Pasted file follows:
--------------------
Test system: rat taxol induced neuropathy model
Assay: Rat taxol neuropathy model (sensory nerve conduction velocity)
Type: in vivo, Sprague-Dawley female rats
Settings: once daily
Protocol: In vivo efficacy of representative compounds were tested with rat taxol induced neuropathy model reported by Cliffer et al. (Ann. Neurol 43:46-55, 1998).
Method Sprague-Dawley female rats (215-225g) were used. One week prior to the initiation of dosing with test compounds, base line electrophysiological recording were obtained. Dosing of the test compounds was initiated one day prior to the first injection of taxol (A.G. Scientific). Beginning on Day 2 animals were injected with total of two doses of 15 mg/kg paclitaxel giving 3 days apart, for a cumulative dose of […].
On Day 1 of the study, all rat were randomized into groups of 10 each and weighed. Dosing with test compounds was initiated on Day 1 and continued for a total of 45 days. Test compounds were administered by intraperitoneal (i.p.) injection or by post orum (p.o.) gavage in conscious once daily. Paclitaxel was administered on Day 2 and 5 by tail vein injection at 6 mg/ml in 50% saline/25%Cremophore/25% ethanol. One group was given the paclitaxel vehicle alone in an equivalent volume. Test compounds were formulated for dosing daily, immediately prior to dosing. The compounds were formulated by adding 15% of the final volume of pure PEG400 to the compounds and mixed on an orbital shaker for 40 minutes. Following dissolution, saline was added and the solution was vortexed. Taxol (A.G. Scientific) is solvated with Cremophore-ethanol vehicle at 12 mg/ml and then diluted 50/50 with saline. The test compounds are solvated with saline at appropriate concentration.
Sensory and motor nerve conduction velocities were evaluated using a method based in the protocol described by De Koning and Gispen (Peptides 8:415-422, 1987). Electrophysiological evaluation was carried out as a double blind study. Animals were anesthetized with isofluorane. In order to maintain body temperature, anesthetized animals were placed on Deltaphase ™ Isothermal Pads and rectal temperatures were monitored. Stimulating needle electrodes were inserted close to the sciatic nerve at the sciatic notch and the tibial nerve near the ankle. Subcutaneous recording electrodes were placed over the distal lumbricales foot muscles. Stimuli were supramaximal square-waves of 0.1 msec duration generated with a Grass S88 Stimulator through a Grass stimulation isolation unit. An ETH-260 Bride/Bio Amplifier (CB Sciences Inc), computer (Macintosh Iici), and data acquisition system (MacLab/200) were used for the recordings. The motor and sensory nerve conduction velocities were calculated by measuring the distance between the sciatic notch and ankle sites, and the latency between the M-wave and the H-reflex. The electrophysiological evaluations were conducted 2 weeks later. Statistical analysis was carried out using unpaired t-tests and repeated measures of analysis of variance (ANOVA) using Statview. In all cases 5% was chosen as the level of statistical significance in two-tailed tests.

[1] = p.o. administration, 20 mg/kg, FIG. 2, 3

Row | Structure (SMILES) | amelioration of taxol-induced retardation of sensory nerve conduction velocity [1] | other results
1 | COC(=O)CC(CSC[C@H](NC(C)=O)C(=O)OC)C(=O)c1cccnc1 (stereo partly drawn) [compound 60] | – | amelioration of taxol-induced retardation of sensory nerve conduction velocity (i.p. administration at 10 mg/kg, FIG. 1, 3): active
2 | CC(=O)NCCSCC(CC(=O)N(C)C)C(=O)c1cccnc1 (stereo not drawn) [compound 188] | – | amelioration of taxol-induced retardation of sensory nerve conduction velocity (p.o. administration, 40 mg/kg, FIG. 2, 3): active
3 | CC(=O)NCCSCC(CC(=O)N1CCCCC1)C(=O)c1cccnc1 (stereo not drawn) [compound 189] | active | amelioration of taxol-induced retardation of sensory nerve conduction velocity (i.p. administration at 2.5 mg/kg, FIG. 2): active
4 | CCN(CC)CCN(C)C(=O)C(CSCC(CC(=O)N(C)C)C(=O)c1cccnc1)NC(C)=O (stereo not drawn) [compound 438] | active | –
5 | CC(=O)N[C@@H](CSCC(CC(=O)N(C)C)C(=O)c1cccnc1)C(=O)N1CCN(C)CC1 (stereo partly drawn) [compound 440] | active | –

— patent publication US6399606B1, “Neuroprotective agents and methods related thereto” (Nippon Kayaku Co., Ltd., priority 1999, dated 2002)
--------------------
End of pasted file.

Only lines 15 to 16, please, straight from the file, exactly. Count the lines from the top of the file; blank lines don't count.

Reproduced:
5 | CC(=O)N[C@@H](CSCC(CC(=O)N(C)C)C(=O)c1cccnc1)C(=O)N1CCN(C)CC1 (stereo partly drawn) [compound 440] | active | –

— patent publication US6399606B1, “Neuroprotective agents and methods related thereto” (Nippon Kayaku Co., Ltd., priority 1999, dated 2002)